[Technique] Botulinum Toxin Injection for Masseter Reduction

Senior author, Yang, has been using the technique since 2010. Zhi Yang NG, a resident with the Oxford School of Surgery, department of plastic surgery, successfully used the same technique to treat 55 patients between October 2019 and July 2020.

A Botulinum Toxin Injection Technique for Masseter Reduction.
A Botulinum Toxin Injection Technique for Masseter Reduction.

Botulinum toxin injections in the masseter muscle can lead to complications, including injection site pain, localized swelling, bruising, headache, chewing weakness and aching. To help injectors achieve safe and effective outcomes, aesthetic providers Zhi Yang Ng, MBChB, MRCS; and Tiffiny Yang, MBBS, GDFM, shared their technique for masseter muscle botulinum toxin injections in the Aesthetics Surgery Journal (July 5, 2021).

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Senior author Yang, has been using the technique since 2010. Zhi Yang Ng, a resident with the Oxford School of Surgery, department of plastic surgery, successfully used the same technique to treat 55 patients between October 2019 and July 2020. The technique is as follows:

Prior to injection, the physicians applies Eutectic Mixture Local Anesthetics (EMLA) cream (AstraZeneca) bilaterally to the lower masseter area, near the angle of the mandible, for 30 minutes.

Patients are then asked to clench and hold their teeth to enable the anterior border (Line A) and most prominent bulge (X) of the masseter to be marked. (They are allowed to relax after.) Depending on individual anatomy, a second line is then drawn from either the tragus (Line B) or the inferior border of the ear lobe (Line B’) to the corner of the mouth, with the aim of capturing the majority of the masseter bulk within these two lines to minimize the risk of diffusion into the zygomaticus complex.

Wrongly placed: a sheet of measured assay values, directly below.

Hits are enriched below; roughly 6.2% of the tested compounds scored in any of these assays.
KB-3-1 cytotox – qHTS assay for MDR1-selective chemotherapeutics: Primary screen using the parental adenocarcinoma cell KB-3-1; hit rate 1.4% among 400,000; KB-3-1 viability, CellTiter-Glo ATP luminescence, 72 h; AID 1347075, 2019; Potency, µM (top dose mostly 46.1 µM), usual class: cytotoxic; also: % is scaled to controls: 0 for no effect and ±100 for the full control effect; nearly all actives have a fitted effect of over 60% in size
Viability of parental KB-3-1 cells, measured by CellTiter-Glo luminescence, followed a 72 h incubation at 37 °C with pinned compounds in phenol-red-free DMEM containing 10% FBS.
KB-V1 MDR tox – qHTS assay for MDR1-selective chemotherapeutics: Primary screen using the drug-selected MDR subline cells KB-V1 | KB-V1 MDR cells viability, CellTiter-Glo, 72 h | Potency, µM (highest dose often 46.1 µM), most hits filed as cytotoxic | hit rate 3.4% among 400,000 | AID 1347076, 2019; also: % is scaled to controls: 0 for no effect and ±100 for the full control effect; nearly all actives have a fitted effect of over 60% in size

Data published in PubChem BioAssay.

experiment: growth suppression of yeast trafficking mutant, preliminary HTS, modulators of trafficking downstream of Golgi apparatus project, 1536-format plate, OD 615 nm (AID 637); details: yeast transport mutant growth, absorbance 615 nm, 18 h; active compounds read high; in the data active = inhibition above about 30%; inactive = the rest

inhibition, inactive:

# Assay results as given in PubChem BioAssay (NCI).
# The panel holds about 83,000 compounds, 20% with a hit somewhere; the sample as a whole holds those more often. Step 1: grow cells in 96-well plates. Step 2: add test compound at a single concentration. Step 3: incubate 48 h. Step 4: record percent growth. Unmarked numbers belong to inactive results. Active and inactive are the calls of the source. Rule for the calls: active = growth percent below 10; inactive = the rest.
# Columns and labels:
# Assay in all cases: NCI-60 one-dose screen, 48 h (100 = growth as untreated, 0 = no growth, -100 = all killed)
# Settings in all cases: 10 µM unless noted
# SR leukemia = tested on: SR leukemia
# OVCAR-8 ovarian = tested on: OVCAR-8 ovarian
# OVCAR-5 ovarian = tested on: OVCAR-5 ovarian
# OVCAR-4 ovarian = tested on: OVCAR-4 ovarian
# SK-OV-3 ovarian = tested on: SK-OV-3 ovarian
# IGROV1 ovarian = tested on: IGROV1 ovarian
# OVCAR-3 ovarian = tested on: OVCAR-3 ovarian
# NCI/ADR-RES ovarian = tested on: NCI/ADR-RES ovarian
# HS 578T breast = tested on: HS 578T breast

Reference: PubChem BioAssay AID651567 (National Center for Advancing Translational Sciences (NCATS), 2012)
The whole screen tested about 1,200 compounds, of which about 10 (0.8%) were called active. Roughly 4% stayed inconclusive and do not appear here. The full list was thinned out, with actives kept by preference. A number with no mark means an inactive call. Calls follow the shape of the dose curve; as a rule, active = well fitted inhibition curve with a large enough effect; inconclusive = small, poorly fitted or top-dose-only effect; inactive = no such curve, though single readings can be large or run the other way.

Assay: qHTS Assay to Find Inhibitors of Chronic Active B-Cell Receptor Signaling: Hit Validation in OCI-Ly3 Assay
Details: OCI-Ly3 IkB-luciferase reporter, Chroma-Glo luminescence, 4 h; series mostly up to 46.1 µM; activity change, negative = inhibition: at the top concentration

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A cold pack is applied over the most prominent point followed by injection perpendicularly with a 30G needle in a 1 cc syringe until the mandible is felt. At this point, the needle is withdrawn slightly and a third of the botulinum toxin is deposited. The needle is then re-orientated without withdrawal from the skin and advanced slightly for the next two deposits, usually anteriorly and superiorly; this is then repeated for the other side.

The authors note that pain and bruising are rare and,  occasionally, some patients report mild discomfort, but this is otherwise self-limiting and resolves within a few days.

Repeat procedures are then performed, usually at the patient’s request at four to six monthly intervals.

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